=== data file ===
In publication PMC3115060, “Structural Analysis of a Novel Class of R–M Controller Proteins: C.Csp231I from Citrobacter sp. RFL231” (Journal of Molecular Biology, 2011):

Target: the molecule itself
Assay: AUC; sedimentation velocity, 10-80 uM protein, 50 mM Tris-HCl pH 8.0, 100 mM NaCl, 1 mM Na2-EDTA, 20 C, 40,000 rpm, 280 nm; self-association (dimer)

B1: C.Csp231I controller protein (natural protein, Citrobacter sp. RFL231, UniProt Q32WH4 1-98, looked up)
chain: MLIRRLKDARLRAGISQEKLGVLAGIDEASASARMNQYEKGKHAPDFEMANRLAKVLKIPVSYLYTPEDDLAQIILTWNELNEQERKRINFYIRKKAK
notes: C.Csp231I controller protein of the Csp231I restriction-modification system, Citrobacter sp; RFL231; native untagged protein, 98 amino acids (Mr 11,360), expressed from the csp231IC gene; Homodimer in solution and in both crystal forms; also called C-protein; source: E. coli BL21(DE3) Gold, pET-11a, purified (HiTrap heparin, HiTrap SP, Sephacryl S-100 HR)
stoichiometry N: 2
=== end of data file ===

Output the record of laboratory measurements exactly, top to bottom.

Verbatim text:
In publication PMC3115060, “Structural Analysis of a Novel Class of R–M Controller Proteins: C.Csp231I from Citrobacter sp. RFL231” (Journal of Molecular Biology, 2011):

Target: the molecule itself
Assay: AUC; sedimentation velocity, 10-80 uM protein, 50 mM Tris-HCl pH 8.0, 100 mM NaCl, 1 mM Na2-EDTA, 20 C, 40,000 rpm, 280 nm; self-association (dimer)

B1: C.Csp231I controller protein (natural protein, Citrobacter sp. RFL231, UniProt Q32WH4 1-98, looked up)
chain: MLIRRLKDARLRAGISQEKLGVLAGIDEASASARMNQYEKGKHAPDFEMANRLAKVLKIPVSYLYTPEDDLAQIILTWNELNEQERKRINFYIRKKAK
notes: C.Csp231I controller protein of the Csp231I restriction-modification system, Citrobacter sp; RFL231; native untagged protein, 98 amino acids (Mr 11,360), expressed from the csp231IC gene; Homodimer in solution and in both crystal forms; also called C-protein; source: E. coli BL21(DE3) Gold, pET-11a, purified (HiTrap heparin, HiTrap SP, Sephacryl S-100 HR)
stoichiometry N: 2